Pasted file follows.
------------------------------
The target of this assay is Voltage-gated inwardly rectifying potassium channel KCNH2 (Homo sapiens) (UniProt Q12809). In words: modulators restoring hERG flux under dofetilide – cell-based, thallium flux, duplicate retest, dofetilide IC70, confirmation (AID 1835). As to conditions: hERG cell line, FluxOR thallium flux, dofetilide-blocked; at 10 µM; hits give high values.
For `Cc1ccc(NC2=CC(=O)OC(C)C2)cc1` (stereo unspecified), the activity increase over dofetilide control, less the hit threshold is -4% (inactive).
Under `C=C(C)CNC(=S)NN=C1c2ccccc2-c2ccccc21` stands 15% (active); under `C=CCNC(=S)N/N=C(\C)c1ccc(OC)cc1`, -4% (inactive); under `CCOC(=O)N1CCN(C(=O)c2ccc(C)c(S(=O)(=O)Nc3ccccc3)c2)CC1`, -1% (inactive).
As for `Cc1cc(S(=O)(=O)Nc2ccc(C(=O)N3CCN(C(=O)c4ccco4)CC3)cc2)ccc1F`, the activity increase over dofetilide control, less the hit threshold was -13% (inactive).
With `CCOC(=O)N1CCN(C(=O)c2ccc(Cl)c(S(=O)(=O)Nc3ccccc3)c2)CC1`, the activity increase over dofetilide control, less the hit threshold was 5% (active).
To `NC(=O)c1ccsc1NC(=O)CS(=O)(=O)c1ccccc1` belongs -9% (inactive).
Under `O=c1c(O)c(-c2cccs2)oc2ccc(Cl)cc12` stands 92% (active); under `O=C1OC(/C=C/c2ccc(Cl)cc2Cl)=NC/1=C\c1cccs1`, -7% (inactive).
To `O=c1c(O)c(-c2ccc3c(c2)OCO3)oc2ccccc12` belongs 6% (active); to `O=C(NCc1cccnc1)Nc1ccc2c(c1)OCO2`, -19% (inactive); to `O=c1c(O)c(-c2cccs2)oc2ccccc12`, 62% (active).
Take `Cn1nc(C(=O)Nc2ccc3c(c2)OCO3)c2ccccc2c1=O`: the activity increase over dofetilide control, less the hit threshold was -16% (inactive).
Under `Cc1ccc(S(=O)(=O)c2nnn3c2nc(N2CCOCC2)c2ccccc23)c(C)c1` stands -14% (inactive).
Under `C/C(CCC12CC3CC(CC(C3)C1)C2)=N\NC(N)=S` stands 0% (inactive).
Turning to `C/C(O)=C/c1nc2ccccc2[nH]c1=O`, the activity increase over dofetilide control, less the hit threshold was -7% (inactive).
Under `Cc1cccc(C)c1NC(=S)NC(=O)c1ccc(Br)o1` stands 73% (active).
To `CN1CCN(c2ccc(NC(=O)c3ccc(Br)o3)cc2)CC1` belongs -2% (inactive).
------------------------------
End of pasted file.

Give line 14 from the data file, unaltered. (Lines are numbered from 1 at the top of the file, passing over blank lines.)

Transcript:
To `CN1CCN(c2ccc(NC(=O)c3ccc(Br)o3)cc2)CC1` belongs -2% (inactive).